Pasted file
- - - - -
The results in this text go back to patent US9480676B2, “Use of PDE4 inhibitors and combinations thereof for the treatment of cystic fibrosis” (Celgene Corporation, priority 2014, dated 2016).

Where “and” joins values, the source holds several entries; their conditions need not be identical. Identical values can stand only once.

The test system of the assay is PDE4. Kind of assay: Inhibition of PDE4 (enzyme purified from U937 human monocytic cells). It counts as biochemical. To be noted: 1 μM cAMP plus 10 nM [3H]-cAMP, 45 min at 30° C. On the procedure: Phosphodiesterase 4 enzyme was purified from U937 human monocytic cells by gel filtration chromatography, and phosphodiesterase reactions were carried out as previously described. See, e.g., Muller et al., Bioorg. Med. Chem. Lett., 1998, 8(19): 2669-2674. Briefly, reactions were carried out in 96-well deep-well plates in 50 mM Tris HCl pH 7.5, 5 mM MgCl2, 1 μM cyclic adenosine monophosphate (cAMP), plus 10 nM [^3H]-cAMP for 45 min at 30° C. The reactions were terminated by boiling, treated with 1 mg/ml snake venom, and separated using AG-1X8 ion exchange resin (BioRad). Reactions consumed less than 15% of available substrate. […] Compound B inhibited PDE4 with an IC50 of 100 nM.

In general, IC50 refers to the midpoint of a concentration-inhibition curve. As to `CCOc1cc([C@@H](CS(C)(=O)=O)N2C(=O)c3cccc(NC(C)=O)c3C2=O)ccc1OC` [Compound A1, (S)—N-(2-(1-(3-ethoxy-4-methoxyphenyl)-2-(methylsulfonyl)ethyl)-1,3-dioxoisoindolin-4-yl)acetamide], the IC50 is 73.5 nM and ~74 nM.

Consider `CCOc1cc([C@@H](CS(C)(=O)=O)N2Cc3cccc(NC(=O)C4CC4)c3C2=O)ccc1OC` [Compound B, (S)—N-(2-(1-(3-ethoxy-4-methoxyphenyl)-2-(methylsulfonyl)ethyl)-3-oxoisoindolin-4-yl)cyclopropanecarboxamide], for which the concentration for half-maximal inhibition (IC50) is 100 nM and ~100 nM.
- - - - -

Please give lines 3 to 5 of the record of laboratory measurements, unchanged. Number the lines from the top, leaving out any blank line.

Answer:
The test system of the assay is PDE4. Kind of assay: Inhibition of PDE4 (enzyme purified from U937 human monocytic cells). It counts as biochemical. To be noted: 1 μM cAMP plus 10 nM [3H]-cAMP, 45 min at 30° C. On the procedure: Phosphodiesterase 4 enzyme was purified from U937 human monocytic cells by gel filtration chromatography, and phosphodiesterase reactions were carried out as previously described. See, e.g., Muller et al., Bioorg. Med. Chem. Lett., 1998, 8(19): 2669-2674. Briefly, reactions were carried out in 96-well deep-well plates in 50 mM Tris HCl pH 7.5, 5 mM MgCl2, 1 μM cyclic adenosine monophosphate (cAMP), plus 10 nM [^3H]-cAMP for 45 min at 30° C. The reactions were terminated by boiling, treated with 1 mg/ml snake venom, and separated using AG-1X8 ion exchange resin (BioRad). Reactions consumed less than 15% of available substrate. […] Compound B inhibited PDE4 with an IC50 of 100 nM.

In general, IC50 refers to the midpoint of a concentration-inhibition curve. As to `CCOc1cc([C@@H](CS(C)(=O)=O)N2C(=O)c3cccc(NC(C)=O)c3C2=O)ccc1OC` [Compound A1, (S)—N-(2-(1-(3-ethoxy-4-methoxyphenyl)-2-(methylsulfonyl)ethyl)-1,3-dioxoisoindolin-4-yl)acetamide], the IC50 is 73.5 nM and ~74 nM.

Consider `CCOc1cc([C@@H](CS(C)(=O)=O)N2Cc3cccc(NC(=O)C4CC4)c3C2=O)ccc1OC` [Compound B, (S)—N-(2-(1-(3-ethoxy-4-methoxyphenyl)-2-(methylsulfonyl)ethyl)-3-oxoisoindolin-4-yl)cyclopropanecarboxamide], for which the concentration for half-maximal inhibition (IC50) is 100 nM and ~100 nM.